Deliverymen from Meituan Waimai rest at a street corner in Beijing. (Photo/CHINA NEWS SERVICE)
Some delivery drivers in Beijing are struggling to find places to stay after being locked out of their communities due to the ongoing outbreak of COVID-19.
One such courier, Yang Dongxu, 29, from Haidian district in the capital, posted about his experience online on Tuesday night.
Yang said that after the community he lives in was locked down on Sunday, he had nowhere to go. He and 14 of his colleagues were forced to roam the streets for three days because they could not afford to pay for hotel rooms.
"We don't want to be locked down because we don't want to lose the only source of income we have," Yang wrote in his post, adding he didn't know when the restrictions in his community would be lifted.
Over the past few days, he and his fellow couriers, who are a lifeline to those locked down in the capital, have had to resort to sleeping on sofas or chairs in empty office buildings and underground commercial centers at night, often without heating. Security guards would regularly shoo them away, Yang said.
He is only able to pay around 50 yuan ($7) per night for accommodation as he doesn't earn a lot, Yang said, but such places are a rarity in the capital.
His post quickly gained momentum on social media, attracting the attention of many netizens sympathetic to the situation he and others have found themselves in.
Upon learning of the couriers' struggles, the on-demand services platform Meituan, whom the couriers work for, contacted them several hours later and arranged hotel rooms for eight of them on Tuesday night. The company said it would cover the costs.
The remainder have since found places to stay. Meituan has also promised to help them find new rental accommodation later, according to Yang.
Meituan released a statement saying that its couriers in similar situations can call for help, too.
As prevention and control measures against COVID-19 are ramped up in Beijing, demand for online deliveries has spiked, resulting in overworked couriers and long waiting times.
Yang said he deals with about 70 orders every day, compared with around 50 orders in normal times, and to complete his orders he's had to work until midnight in recent days.
Another Meituan courier who asked to remain anonymous, said, "packages piled up like a mountain" at his work station and it often takes a long time for him to find the right package he needs to deliver.
The courier has been regularly working 14 hours a day, from 9 am to 11 pm. He delivered about 70 packages on Wednesday, each earning him 5 yuan. He said his home was also locked down, so he has stayed in a hotel recently, which costs about 200 yuan a night. "Many of us want to quit the job," he added.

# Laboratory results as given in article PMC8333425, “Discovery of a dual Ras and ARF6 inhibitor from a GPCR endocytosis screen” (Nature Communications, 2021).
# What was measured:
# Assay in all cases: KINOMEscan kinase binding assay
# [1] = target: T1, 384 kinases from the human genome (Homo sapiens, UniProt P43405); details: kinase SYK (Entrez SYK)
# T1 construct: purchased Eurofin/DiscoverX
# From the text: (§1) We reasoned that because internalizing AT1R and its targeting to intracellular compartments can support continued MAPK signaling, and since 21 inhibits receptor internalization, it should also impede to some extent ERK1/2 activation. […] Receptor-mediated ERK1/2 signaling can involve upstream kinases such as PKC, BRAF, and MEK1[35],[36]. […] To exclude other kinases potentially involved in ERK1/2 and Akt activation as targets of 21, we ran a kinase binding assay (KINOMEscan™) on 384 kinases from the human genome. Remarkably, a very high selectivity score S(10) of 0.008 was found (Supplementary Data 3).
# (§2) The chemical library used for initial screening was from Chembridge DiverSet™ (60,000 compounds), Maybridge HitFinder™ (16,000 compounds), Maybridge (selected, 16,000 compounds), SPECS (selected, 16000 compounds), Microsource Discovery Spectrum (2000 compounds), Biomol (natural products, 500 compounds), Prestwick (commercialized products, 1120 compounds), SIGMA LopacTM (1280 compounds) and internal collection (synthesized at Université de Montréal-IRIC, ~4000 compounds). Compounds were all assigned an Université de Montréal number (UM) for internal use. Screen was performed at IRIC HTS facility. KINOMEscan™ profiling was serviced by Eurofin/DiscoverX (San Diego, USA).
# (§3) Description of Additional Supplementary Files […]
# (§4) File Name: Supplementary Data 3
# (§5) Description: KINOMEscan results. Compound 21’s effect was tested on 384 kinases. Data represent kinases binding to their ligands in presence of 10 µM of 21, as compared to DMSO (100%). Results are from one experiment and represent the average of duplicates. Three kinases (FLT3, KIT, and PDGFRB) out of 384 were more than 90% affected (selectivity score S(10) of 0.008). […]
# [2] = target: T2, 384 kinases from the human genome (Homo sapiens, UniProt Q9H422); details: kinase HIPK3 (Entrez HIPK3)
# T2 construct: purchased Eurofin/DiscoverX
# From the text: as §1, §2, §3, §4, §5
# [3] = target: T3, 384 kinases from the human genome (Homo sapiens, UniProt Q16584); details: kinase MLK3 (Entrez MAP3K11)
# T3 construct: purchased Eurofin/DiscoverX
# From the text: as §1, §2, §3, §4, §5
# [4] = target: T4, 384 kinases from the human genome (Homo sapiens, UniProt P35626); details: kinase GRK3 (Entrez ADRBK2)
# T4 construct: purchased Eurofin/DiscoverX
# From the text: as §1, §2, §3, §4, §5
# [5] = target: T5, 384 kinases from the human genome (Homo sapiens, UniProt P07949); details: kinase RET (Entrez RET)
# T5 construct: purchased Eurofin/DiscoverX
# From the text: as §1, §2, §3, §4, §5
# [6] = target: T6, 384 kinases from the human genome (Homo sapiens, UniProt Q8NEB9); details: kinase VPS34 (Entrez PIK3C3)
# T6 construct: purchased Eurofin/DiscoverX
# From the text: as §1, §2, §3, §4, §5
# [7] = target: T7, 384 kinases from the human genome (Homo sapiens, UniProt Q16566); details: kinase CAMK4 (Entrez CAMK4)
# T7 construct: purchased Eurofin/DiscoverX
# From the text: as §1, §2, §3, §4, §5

An SF Express courier surnamed Wang, who is also staying in a hotel due to community lockdown, said the company had promised to reimburse 50 percent of his accommodation costs.
According to a report in Beijing News, Meituan has increased its number of couriers by 20 percent in the capital to meet the surging demand. To avoid infection, its couriers must get tested and report their health conditions every day.
Online grocery platform Dingdong Maicai has employed an extra 200 new couriers since the start of the latest outbreak in Beijing. It is also arranging for over 100 couriers to come from other cities to ease the pressure. The company suggested that people reduce the frequency of their orders and instead buy all the goods they need at one time.
Alibaba-owned supermarket Hema Fresh, or Freshippo, is working with restaurants that have suspended dine-in services to hire their workers temporarily to deliver food. It said workers from other industries are also welcome to take part.
Yang Beibei, deputy head of Chaoyang, the hardest-hit district in Beijing, said at a news conference on Thursday that the supply of living necessities is sufficient and stable, so there is no need for people to stockpile. In high-risk areas, the government will prepare vegetables for residents, she said, adding that the "white list" of deliverymen will be expanded to strengthen transport capacity on the basis of epidemic prevention.